Report: School takeovers deprive African-American and Latino communities of rights

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According to a new report from The Alliance to Reclaim our Schools, school takeovers and privatization are leading to the disenfranchisement of large numbers of students and their families, mostly in African-American and Latino communities.

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School takeovers, sometimes marketed as the “New Orleans Model,” strip districts of local control, placing them under the jurisdiction of politically appointed and unaccountable school boards that community members don’t even have the right to vote for. In many cases, these takeovers are simply a way to put a school district into private hands by removing voters from the equation and shuffling low-income students into charter schools that have been proven to, at best, perform no better than public schools.

According to the report:

Despite the failure to produce the promised renaissance in New Orleans, the “New Orleans Model” of state takeover and charter conversion has been marketed nationally as a new direction for troubled school districts. At the urging of the charter industry and its supporters, state legislatures across the country are now enacting or considering state-run school districts modeled after Louisiana’s RSD. These laws allow state governors or state education departments to selectively remove individual “failing” schools from their home district, and put them under state governance in what are euphemistically called “achievement districts” or “opportunity districts.” In most cases, the seized schools are immediately, or soon converted to charters.

charter takeoversIn many cases, voters in the takeover districts have previously rejected the idea of privatization of their local schools, so mayors or state leaders take the decision out of the voters’ hands by taking over the district and then unilaterally imposing privatization schemes. Even more unsettling, of the 47,596 students enrolled in state-run districts in 2014-2015, 97% were African American or Latino.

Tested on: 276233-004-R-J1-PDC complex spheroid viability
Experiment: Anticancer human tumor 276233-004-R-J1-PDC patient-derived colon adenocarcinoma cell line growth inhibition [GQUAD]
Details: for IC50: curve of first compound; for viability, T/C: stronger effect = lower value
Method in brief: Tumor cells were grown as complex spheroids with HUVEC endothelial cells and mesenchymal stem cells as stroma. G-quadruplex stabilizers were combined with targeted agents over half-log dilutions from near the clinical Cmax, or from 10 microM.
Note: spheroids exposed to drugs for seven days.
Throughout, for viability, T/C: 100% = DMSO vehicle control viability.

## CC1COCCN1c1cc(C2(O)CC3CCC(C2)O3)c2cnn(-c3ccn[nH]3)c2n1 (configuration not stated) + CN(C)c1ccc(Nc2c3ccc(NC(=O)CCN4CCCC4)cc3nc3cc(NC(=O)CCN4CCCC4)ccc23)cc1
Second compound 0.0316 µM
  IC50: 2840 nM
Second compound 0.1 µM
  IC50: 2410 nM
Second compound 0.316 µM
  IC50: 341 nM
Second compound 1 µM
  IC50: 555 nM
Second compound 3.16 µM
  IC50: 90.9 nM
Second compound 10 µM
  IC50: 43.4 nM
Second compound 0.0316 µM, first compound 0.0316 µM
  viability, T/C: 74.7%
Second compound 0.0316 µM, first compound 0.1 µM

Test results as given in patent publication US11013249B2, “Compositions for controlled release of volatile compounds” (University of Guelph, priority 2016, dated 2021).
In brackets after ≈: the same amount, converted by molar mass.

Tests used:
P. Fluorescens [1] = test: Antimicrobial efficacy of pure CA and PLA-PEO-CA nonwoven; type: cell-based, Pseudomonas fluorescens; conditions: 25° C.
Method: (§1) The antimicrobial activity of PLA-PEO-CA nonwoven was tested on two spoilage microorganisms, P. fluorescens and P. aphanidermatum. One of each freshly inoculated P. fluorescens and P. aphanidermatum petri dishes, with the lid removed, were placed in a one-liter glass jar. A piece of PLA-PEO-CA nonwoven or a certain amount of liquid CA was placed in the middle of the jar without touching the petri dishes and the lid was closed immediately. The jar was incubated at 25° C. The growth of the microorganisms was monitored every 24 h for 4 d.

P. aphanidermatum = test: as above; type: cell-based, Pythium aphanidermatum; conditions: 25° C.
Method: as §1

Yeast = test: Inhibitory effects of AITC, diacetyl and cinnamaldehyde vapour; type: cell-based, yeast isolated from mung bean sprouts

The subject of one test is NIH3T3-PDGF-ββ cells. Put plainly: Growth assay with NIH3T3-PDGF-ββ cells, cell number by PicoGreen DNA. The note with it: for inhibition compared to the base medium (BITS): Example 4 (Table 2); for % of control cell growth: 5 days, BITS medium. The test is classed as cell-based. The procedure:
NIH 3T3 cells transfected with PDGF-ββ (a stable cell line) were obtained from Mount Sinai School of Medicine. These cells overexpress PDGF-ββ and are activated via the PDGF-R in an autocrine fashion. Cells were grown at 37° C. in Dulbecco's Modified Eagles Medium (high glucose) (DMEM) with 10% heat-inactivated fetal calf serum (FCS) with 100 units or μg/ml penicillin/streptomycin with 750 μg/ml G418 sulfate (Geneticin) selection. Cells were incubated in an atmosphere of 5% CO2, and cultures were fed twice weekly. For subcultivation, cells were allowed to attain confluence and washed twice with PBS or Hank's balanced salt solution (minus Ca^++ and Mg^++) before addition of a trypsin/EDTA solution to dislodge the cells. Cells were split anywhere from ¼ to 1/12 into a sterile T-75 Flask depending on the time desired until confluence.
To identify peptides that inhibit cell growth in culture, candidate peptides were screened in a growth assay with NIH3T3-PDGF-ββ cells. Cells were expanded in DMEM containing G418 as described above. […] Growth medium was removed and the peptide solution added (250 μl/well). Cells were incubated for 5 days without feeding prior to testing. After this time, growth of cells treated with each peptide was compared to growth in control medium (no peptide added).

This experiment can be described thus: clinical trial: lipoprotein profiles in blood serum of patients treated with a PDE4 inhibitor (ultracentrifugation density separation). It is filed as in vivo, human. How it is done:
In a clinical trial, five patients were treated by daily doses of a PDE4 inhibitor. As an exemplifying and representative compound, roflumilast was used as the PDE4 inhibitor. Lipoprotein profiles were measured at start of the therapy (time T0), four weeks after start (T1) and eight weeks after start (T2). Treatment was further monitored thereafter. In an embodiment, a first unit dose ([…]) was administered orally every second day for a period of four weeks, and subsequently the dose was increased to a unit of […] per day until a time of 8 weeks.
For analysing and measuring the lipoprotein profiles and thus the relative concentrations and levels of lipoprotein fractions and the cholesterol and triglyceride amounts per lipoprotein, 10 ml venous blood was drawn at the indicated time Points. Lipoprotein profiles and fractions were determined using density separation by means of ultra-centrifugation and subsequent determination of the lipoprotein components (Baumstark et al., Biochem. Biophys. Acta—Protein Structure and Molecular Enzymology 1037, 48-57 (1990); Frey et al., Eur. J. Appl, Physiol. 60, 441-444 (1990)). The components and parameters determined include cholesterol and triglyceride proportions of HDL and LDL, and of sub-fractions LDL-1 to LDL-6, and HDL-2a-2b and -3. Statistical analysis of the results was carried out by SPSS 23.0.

One example of a school takeover district gone bad is Newark, New Jersey’s One Newark. According to Roberto Cabanas, the lead organizer for New Jersey Communities United:

Under state control, Newarkers are experiencing the worst of so-called ‘education reform.’ One Newark has intentionally shifted students from their neighborhood schools into charters, while also creating under-enrolled public school facilities, making them ripe for closure and charter expansion. It has placed special needs students and bilingual education students in classrooms that are not equipped to deal with their needs and the needs of their families. Essentially, state-control of Newark Public Schools has stripped the community of our voice and our self-determination. Newarkers have been told that we do not know what’s best for our own children. This type of colonialism is not ‘reform’ — it’s anti-democratic. And the people of Newark are keenly aware of this.

You can read the complete report at ReclaimOurSchools.org, or click here to sign the petition calling on legislators to adopt stronger standards for charter schools.

Reader Comments

  1. The idea is to “prove” that public education and its teachers are failures. The people running the charters are businessmen making fortunes, the children are being trained to be their workers, and the teachers have had their educations wasted, their rights trampled upon, and their dignity destroyed.

    1. Public schools HAVE been for the most part failures….(I said most, not all) That is what happens when there is no competition and there is a monopoly) And the comment about kids being trained to be their workers? That is the very definition of public schools….Public schools provide a cookie cutter approach to education and train students to be good compliant people who never question the state…And parents are completely taken out of the picture..(except to volunteer.And to support the school wholly and not ask questions.) And what rights of teachers have been trampled on? The fact that this will make them have to work harder to keep up with what may be a better way….Seriously, name what rights of theirs that are being trampled on and give examples of their “dignity being destroyed……..

  2. Charter schools are a bad idea. They have been shown to under perform. They under perform because they have no standards to be held accountable for. If we continue to have these schools the least we can do is make them hold up to state standards.

    1. So if there are vouchers and morecharter schools are formed,and the state oversees them and holds them to certain standards, then they would be ok? And the NEA would be ok with it too?

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